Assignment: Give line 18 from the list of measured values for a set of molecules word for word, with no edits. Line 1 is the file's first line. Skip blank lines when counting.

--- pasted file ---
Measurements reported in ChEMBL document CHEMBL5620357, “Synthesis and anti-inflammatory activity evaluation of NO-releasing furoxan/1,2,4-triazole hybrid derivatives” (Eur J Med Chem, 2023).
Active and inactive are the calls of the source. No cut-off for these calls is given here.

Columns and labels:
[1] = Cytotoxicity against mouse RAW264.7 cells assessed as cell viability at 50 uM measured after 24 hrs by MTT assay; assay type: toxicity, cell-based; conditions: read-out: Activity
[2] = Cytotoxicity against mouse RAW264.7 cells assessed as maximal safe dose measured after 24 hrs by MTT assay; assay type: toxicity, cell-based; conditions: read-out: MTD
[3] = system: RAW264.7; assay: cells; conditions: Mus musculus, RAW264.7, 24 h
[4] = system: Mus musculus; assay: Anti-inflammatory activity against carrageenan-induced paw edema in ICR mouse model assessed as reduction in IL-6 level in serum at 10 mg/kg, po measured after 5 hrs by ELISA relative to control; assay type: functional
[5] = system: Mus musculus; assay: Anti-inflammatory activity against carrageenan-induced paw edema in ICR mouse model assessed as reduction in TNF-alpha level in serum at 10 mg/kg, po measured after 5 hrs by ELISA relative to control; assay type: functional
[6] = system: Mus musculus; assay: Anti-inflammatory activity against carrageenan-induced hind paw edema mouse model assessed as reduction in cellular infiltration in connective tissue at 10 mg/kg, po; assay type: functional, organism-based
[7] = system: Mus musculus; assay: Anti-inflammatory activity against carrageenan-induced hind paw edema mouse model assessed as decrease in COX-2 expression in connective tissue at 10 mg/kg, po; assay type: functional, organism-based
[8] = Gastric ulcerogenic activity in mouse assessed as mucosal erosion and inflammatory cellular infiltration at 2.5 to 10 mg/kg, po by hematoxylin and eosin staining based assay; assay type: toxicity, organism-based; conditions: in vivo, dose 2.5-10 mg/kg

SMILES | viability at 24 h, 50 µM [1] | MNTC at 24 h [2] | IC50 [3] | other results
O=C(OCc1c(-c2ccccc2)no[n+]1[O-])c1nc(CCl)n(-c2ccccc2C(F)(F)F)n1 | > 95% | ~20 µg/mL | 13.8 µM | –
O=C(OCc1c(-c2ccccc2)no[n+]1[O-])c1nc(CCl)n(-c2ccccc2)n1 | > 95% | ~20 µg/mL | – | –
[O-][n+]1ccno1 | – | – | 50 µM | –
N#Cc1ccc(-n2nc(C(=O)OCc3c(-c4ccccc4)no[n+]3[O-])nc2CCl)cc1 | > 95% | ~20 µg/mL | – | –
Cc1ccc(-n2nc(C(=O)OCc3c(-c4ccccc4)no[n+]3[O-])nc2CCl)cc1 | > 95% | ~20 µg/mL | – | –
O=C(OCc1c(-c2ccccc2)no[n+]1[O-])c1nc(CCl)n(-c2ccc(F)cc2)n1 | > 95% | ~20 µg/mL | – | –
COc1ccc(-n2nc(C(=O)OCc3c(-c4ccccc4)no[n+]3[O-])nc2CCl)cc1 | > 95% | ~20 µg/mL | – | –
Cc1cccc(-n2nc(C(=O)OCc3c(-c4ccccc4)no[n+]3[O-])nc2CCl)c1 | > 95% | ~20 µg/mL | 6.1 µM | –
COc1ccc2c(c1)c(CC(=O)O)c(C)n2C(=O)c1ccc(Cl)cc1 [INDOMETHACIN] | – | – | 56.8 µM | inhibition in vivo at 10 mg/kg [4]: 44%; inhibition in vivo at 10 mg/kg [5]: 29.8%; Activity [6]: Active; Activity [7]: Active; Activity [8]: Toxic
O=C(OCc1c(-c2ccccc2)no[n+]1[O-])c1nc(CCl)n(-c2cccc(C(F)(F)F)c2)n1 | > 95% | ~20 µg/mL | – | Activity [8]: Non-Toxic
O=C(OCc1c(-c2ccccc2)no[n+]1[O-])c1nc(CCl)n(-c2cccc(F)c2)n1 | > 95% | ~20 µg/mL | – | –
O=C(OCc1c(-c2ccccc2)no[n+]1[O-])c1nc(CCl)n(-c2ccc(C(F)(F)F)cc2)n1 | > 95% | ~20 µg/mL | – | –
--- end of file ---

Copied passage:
O=C(OCc1c(-c2ccccc2)no[n+]1[O-])c1nc(CCl)n(-c2ccc(F)cc2)n1 | > 95% | ~20 µg/mL | – | –